Gareth Goodall began his advertising career in 1999, when he was invited to join the Ogilvy and Mather graduate scheme. It was a great place to start, he says - and along the way, he made some lifelong friends, "survived two Argos Christmases" [the retailer was then an agency client] and helped give birth to Lucky the Dog, the canine face of More Than.
He also discovered that account management wasn't quite his thing - but planning assuredly was. Eventually, in 2005, he got a phone call from Fallon and the sort of offer you just don't turn down.
But it was, he freely admits, something of a culture shock: "I'd heard they were a tough bunch, but even I was shocked to find that my first job was to kill off Lucky the Dog," he recalls. "I felt bad... but he was beginning to get a taste for the celebrity high-life and was regularly being turfed out of the Groucho."
He (Goodall, not Lucky) has been best known since for his work on Sony, Ben & Jerry's and Orange - and he's now on the committee of the Account Planning Group, where, interestingly, he's responsible for "new talent".
There have been, he reckons, three main influences on his career to date: "I've had good fortune. Craig Burleigh took me under his wing at O&M and nobody could ask for more than that. I will be eternally grateful to Jane Cunningham for letting me move into planning and for caring. And lastly, of all the wonderful people at Fallon, I have worked with Magnus Djaba for eight of my ten years in this business. Along the way he's told me some hard truths, and some nice ones too. And, at the end of a long night, we're pretty much the only ones who can still understand one another."
Goodall is famed for a down-to-earth sense of humour that betrays more than a little dry Northern-ness. Although he spent some of his formative years in Uttoxeter, he comes originally from Bolton and you can still hear more than a hint of a Peter Kay style to his delivery.
When he's asked what might propel him onto the next A List, he answers: "If it happens, I see it less a matter of propulsion and more a gradual ascension based on good old-fashioned backstabbing, espionage and treason."
But LIZH's partner Nick Grime reckons he'll have no such need for subterfuge. "Gareth is creatively intuitive and his no-nonsense style, aligned with the talent around him, plus being given room to make his mark at Fallon, should mean that in 2010 he establishes himself as one of the leading planning heads in London," he says.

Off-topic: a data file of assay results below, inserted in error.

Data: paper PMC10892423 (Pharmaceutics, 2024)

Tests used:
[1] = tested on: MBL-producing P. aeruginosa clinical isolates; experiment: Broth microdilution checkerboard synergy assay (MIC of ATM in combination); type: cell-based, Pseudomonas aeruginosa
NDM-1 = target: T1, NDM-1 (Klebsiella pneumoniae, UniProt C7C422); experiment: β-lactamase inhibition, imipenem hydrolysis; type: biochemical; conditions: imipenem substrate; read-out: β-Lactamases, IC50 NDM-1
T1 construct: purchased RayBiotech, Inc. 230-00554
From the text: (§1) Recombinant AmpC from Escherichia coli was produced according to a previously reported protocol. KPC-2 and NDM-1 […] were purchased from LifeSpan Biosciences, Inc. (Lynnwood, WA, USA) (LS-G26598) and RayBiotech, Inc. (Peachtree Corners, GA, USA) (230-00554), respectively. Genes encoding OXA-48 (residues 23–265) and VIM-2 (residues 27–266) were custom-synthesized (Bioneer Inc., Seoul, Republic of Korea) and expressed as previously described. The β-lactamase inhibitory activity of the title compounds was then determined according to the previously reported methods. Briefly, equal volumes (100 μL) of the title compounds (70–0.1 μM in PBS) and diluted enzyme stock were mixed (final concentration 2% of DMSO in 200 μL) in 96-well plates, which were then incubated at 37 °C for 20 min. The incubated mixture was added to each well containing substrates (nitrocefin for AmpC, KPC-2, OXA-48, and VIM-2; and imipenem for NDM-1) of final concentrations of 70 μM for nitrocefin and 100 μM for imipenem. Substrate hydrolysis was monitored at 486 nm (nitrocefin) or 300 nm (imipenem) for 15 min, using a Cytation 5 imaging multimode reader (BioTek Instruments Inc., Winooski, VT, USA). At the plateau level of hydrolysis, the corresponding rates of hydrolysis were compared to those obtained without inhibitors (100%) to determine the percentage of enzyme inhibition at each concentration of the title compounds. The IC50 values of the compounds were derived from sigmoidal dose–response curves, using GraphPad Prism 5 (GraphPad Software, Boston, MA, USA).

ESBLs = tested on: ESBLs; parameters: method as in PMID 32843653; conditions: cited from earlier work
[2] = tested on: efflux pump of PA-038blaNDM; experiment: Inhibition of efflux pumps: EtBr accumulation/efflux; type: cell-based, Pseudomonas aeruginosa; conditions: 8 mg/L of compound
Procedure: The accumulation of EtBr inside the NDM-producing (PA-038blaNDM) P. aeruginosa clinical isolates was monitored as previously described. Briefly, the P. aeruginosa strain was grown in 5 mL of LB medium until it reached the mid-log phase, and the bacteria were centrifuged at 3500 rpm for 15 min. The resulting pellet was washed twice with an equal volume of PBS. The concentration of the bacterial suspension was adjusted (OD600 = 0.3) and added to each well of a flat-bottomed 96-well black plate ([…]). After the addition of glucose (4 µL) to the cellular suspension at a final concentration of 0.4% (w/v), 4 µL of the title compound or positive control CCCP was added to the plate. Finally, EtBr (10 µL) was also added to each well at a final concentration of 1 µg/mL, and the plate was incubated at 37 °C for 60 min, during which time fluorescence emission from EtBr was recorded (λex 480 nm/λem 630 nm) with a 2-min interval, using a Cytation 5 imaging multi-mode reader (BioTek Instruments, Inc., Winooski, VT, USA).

Still, the prospect of joining the industry's elite sometimes seems, he admits, like a surreal dream. He invites us to share the vision of him ultimately setting up an agency called, with elegant simplicity, "Goodall," only for it all to go horribly wrong, resulting with him ending up "back on the streets of Uttoxeter telling anyone who'll listen that I coulda been a contender."
But he's even more compelling when talking about the structural challenges faced by agencies. He reckons we'll see the evolution of what he terms "the Dirty Dozen" approach. "I think we'll have creative generalists surrounded by creative specialists, all hand-picked on a project-by-project basis to get to the best possible answer for clients. For talented planners, there has never been a more exciting time to work in this industry. They don't have to choose between being ‘digital' or ‘channel' or ‘traditional' - and the creative opportunities are endless."
But does he think that the industry doing enough to attract, retain and nurture talent?
Again, that dry wit shines through as he concludes: "The fact that this industry is hard to start out in is a truth I won't forget. But we must be doing something right because the young planners I work with and meet through the APG are an incredibly talented bunch. All they need is a chance. It's beholden on every single one of us to deprive them of that chance for as long as humanly possible so they don't expose us and take over the world."